Weather-maker mushrooms shock scientists


'Weather-maker' mushrooms, which make their own wind to carry their seeds, have shocked scientists.

The recent study on weather-making mushrooms has been done by Marcus Roper, an assistant professor at the University of California in Los Angeles, and Emilie Dressaire, a professor of experimental fluid mechanics at Trinity College in Hartford.

Previous study indicates that mushrooms drop their spores and wait for a gust of wind to drop them and grow. However, the recent study suggests that mushrooms play an important role in spreading their spores by making their own wind.

The researcher points out that mushrooms create air flow, which allows their moisture to evaporate.

"A mushroom is essentially doing less than nothing to protect its water from evaporating off," said Roper.

The evaporation of water allows the mushrooms to cool off. Cold air is supposed to be denser than warm air and can flow and spread out. The evaporation process also creates water vapor, which is less dense than air. The two forces together allow spores to be carried out of the mushroom and give them a slight lift. The spores can be lifted to around 4 inches both horizontally and vertically.

It is often found that mushrooms grow in places where there is very little wind. However, mushrooms' ability to create wind helps the spores to find a new and moist location for growing.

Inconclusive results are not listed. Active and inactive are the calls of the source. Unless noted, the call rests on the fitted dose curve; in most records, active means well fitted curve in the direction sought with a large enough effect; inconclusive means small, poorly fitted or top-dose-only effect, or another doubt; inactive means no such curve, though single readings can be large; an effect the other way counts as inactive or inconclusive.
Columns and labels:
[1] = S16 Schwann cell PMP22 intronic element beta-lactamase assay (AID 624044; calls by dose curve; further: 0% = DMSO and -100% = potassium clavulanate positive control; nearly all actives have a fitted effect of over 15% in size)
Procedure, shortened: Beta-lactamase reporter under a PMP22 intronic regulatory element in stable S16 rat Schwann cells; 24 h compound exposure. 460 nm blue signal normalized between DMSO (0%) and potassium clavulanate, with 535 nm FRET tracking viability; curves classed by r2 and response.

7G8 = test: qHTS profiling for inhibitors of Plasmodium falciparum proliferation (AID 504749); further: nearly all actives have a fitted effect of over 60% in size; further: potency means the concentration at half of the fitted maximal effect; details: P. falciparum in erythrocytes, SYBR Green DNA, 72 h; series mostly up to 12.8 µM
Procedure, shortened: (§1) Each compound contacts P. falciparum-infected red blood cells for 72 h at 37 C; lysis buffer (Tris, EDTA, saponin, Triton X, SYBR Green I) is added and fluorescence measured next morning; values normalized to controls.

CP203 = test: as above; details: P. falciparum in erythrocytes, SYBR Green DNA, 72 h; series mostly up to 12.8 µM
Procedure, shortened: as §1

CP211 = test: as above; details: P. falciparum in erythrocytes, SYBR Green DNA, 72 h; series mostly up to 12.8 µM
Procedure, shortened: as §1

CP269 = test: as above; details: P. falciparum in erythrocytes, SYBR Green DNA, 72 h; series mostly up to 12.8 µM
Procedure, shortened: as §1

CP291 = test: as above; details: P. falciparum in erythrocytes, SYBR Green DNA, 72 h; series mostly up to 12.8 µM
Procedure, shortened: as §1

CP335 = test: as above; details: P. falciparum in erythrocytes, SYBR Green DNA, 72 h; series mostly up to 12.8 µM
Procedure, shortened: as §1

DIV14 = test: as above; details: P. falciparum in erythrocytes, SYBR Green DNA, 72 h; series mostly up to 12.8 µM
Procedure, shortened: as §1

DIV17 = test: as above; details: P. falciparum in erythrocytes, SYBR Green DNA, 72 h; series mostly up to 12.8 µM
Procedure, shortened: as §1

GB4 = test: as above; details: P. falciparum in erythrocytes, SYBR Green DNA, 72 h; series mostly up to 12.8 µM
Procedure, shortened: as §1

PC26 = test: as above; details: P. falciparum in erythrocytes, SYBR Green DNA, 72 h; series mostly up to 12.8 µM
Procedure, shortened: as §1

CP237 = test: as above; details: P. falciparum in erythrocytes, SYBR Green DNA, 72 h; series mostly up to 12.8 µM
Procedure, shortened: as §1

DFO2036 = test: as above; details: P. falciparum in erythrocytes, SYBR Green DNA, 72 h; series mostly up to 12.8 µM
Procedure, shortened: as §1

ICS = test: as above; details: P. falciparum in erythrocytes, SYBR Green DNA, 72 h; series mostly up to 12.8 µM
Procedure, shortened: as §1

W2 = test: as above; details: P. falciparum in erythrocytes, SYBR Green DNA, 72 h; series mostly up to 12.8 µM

Roper and Dressaire observed the spread of spores using high-speed cameras and laser light. The combination of images, calculations of water loss in the mushrooms and temperature readings of fungi helped the researchers find that mushrooms make their own wind.

Roper also added that even though the current research was done using laser light, the spreading of spores can also be seen in natural environment.

"If you go in to the woods with a flashlight at night you can see the spores going out in great big clouds," said Roper.

The latest study was presented on Monday, November 25 at the American Physical Society's Division of Fluid Dynamics in Pittsburgh. The study claims that all mushrooms may have the ability to make win to spread their spores.

The study also highlights how fungi can actually manipulate their environment to reproduce. 

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